Da Nang, Vietnam’s fourth largest city and its central region’s most important sea port, will become the first city in the country to allow foreign tourist cruise ships to keep their casinos open after docking, reported local media.
Vietnamese newspapers quoted Tran Chi Cuong, deputy director of Da Nang’s tourism department, saying the restrictions will be lifted this month in a bid to help the city attract more visitors.
“We have reviewed all relevant legal documents and found no rules that require foreign ships to close certain services when docking in Vietnam,” Mr Cuong said, according to Vietnamese news outlet Tuoi Tre News.
“The services must be allowed to remain open to attract more ships [to Da Nang] and encourage them to stay overnight,” added the official.
Da Nang’s Tien Sa Port (pictured) is expected to handle more than 110 cruise ships in 2016, said Mr Coung. Da Nang welcomed 1.26 million international tourists last year, up by 34 percent year-on-year, according to the reports.
A ship operated by Hong Kong-based Star Cruises (HK) Ltd will be the first to benefit from the new policy, reported the Thanh Nien newspaper. Genting Hong Kong Ltd – part of Malaysian conglomerate Genting Bhd – operates casino facilities in its Star Cruises-branded vessels.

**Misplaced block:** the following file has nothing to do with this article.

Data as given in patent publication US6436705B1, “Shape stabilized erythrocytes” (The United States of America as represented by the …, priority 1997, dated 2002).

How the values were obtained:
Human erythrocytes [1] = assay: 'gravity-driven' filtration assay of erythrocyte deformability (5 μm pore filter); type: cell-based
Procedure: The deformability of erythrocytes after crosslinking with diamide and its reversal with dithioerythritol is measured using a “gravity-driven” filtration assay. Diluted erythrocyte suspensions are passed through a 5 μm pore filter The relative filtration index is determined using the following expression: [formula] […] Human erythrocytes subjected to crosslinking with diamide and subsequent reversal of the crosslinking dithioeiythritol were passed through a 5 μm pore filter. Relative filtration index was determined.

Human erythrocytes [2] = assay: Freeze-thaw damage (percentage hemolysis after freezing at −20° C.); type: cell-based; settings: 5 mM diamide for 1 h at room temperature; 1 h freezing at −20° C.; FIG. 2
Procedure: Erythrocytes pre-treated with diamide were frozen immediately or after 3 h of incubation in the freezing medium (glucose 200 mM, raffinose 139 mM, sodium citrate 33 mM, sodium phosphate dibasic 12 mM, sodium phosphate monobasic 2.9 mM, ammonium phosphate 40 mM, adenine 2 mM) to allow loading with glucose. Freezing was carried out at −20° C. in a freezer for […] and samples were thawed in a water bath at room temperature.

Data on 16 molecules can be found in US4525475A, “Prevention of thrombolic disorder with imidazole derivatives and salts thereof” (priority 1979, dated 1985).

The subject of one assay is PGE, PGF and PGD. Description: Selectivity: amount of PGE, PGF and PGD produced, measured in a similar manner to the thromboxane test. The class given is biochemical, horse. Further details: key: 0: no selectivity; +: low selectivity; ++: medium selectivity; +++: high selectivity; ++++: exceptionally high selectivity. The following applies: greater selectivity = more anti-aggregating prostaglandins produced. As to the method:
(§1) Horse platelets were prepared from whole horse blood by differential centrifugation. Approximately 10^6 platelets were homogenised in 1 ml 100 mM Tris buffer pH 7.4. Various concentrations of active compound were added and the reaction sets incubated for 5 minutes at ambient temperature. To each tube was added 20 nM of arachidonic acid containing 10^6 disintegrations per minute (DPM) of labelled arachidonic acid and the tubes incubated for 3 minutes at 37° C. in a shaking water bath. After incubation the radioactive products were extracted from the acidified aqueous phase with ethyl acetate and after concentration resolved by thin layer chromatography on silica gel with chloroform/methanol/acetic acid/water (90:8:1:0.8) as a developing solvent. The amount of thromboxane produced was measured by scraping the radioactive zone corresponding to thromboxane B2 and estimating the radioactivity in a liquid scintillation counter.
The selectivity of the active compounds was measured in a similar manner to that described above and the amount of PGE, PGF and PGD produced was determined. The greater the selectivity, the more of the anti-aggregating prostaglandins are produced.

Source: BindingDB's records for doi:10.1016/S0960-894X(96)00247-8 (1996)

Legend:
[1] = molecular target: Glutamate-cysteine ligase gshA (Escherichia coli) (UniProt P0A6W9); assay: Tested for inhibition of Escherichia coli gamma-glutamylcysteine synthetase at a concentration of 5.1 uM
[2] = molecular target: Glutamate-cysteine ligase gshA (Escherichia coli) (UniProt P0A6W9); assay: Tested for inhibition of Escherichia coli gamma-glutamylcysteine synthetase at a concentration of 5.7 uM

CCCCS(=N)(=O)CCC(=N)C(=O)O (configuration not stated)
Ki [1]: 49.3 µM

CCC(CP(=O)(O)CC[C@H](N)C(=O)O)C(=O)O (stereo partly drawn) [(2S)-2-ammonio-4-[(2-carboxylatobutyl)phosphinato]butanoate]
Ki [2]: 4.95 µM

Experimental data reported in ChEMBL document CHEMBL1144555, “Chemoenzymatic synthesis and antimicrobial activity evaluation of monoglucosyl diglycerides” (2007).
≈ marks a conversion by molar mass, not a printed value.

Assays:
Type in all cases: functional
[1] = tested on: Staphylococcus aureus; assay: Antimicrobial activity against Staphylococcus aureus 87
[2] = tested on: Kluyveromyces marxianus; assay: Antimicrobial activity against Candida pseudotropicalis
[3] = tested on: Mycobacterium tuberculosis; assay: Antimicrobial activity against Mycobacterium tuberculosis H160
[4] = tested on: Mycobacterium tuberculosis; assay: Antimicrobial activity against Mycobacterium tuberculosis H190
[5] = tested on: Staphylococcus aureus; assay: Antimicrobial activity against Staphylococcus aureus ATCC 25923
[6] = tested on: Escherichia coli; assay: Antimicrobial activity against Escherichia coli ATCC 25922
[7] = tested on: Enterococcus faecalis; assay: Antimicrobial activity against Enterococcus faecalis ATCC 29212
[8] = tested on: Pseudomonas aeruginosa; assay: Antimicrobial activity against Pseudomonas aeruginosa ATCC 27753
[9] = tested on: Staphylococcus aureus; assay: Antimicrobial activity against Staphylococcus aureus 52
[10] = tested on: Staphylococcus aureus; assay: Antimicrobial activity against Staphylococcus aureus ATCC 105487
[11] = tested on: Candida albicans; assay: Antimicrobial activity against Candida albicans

Foreign cruise operators have reportedly been requesting for years to keep their casinos open while docked at Vietnamese ports, but to no avail. The intention was to allow passengers the full range of their ships’ entertainment options if they chose not to disembark, according to reports.
Vietnam has several casinos but the government prohibits Vietnamese punters from gambling at home, unless they hold a foreign passport. Cruise operators quoted in Thanh Nien’s report said their activities at Vietnam’s ports would not circumvent the government’s ban because any person who wanted to get on their ships would need to go through immigration procedures.
The Vietnamese government is expected to release in the first half of this year a new set of rules to promote the development of the country’s gaming industry, stated Augustine Ha Ton Vinh, an academic who says he is advising the government on liberalising Vietnam’s gaming industry.
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Professor emeritus at Whittier Law School in California, in the United States, and a visiting professor at University of Macau